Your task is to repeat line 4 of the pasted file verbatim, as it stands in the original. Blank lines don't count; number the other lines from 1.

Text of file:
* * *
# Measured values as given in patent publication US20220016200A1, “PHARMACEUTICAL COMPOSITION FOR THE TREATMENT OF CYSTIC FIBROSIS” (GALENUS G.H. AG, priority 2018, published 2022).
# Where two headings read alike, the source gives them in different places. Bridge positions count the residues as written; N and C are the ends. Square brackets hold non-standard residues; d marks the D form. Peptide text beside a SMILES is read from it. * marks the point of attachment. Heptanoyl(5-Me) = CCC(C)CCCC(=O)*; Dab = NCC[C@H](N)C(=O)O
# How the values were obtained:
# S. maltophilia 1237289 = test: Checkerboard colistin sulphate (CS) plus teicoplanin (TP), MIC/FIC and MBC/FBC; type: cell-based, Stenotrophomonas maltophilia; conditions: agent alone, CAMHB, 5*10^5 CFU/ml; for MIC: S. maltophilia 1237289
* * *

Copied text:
# S. maltophilia 1237289 = test: Checkerboard colistin sulphate (CS) plus teicoplanin (TP), MIC/FIC and MBC/FBC; type: cell-based, Stenotrophomonas maltophilia; conditions: agent alone, CAMHB, 5*10^5 CFU/ml; for MIC: S. maltophilia 1237289